Post-Covid, 50% of urban residents relocate to a new city
Fifty per cent of urban residents have already relocated to a new city post-Covid and 48 per cent are considering moving in the future, said a study by the Boston Consulting Group (BCG).
Titled ‘Cities of Choice: Are People Happy Where They Live?’, the report draws on surveys from more than 50,000 people in 81 cities around the world to determine what makes urban residents want to move, and also what makes them want to stay.
According to the study, the pandemic had a detrimental impact on cities’ scores in 2022, with only eight cities, including Mumbai, Delhi and Bengaluru, to have received higher rankings than 2021. Developing cities were mapped across five parameters, with Bengaluru, Mumbai and Delhi scoring higher than its counterparts, the study said. The other five cities include Ho Chi Minh City, Tashkent, Cairo, Nairobi and Lagos. Among these cities, Bengaluru tops the chart followed by Mumbai, which holds the second position. Delhi stood at the third position it said.
Developing cities are characterised by their high growth rate and rapid urbanization, can be distinctly identified for their high speed of change.
“The pandemic has become a strong test of the resilience of most cities. In fact, many cities have not yet fully emerged from it,” said Hans-Paul Bürkner, BCG’s global chair emeritus, and a co-author of the report.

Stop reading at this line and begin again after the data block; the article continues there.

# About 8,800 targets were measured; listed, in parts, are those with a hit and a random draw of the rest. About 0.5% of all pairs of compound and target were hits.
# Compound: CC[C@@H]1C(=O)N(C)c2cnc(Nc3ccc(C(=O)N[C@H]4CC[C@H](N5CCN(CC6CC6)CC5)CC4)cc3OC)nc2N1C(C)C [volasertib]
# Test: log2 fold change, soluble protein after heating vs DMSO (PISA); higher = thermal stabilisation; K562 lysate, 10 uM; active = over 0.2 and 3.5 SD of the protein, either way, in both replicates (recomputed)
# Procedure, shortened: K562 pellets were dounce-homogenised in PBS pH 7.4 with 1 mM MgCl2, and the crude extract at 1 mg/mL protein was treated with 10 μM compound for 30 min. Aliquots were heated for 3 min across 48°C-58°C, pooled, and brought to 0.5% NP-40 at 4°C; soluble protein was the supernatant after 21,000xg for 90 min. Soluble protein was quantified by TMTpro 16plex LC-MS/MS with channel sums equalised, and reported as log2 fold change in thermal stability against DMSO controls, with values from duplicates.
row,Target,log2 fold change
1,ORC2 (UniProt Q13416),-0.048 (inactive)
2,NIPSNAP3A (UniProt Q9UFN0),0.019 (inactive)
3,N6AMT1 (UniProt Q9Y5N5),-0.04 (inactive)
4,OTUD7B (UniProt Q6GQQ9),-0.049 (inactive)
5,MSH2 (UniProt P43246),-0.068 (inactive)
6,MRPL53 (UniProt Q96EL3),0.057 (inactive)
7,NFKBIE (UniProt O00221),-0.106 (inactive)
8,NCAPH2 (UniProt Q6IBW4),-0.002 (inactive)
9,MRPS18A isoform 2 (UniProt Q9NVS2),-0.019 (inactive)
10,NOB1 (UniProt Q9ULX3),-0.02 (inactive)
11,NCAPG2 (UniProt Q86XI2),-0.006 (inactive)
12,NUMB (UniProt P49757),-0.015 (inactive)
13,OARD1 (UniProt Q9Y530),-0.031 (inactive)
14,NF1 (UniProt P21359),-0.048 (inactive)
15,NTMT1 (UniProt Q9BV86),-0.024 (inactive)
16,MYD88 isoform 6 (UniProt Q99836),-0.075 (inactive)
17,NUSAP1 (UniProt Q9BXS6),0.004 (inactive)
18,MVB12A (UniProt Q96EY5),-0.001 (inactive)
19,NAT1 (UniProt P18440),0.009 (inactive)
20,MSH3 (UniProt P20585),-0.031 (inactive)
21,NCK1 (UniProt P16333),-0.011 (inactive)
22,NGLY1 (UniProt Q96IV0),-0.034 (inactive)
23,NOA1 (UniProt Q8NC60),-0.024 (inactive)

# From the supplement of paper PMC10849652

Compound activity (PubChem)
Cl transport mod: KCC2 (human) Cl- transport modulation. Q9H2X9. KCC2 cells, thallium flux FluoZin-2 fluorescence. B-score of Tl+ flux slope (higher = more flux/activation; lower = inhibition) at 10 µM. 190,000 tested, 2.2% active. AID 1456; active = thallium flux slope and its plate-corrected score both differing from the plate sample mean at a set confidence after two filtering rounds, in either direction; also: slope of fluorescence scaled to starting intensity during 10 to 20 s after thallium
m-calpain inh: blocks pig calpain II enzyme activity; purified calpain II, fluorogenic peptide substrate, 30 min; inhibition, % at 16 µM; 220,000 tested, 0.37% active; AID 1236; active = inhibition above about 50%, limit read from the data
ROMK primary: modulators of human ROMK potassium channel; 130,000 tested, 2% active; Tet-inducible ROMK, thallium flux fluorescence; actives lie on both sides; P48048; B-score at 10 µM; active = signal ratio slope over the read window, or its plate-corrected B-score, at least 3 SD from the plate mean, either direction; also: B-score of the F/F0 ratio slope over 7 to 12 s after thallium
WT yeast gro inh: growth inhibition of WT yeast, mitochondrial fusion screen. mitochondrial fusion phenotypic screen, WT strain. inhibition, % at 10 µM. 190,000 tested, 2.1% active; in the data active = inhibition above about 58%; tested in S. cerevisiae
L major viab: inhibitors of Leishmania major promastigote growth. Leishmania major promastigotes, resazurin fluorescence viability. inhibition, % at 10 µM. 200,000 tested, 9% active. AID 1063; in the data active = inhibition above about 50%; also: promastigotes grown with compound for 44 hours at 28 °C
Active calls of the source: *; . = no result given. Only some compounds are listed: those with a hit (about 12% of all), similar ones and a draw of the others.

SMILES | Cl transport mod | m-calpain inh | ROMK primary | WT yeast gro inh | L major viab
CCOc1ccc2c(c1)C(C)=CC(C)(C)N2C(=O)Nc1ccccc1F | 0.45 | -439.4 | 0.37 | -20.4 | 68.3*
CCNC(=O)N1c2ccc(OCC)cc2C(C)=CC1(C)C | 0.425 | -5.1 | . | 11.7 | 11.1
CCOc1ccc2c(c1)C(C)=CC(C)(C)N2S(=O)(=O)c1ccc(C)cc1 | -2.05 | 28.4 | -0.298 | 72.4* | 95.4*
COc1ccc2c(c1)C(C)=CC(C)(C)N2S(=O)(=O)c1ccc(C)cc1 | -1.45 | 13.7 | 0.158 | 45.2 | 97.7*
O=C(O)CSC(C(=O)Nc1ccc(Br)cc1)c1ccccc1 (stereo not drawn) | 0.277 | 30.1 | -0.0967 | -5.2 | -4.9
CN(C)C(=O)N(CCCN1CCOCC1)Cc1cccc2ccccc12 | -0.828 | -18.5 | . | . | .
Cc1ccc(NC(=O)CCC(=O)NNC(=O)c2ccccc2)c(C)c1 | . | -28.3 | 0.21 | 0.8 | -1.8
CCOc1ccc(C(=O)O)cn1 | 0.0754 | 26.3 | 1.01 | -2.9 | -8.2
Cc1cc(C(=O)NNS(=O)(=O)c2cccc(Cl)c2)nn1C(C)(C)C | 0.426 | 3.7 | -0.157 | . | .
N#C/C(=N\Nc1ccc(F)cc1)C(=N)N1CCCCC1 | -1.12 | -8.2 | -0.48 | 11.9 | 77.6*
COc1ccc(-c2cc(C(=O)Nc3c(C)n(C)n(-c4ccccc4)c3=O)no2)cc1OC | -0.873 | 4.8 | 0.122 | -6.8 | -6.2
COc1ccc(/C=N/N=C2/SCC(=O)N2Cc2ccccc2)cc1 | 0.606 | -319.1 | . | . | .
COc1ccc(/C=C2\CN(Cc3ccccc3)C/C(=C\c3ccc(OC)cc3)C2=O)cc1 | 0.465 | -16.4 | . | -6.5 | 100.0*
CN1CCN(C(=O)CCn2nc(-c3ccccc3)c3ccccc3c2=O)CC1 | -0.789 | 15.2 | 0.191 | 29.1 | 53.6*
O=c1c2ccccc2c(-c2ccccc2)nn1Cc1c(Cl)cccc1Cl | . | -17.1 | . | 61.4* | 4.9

According to the study, knowledge and creative industries remain concentrated in “superstar cities” such as London and New York, which vie with each other and other “smaller knowledge hubs” like San Francisco Bay area and Seatle, as well as Bengaluru for technology, Los Angeles for entertainment and Nashville for music.
The other three categories include megacenters, cruiser weights and middleweights, and they are categorised on the basis of their socioeconomic profiles.
London and New York rank number one and two as the most desirable megacenters to live in, while in the cruiser weight segment (for cities with an urban population of more than 3 million people), Washington, DC, Singapore, and San Francisco emerged as the group’s leaders.
In the middle weight category, (with medium-sized cities and an urban population of less than 3 million people) Copenhagen, Vienna, and Amsterdam took the top three spots. Middleweight cities stand out for receiving high quality-of-life scores.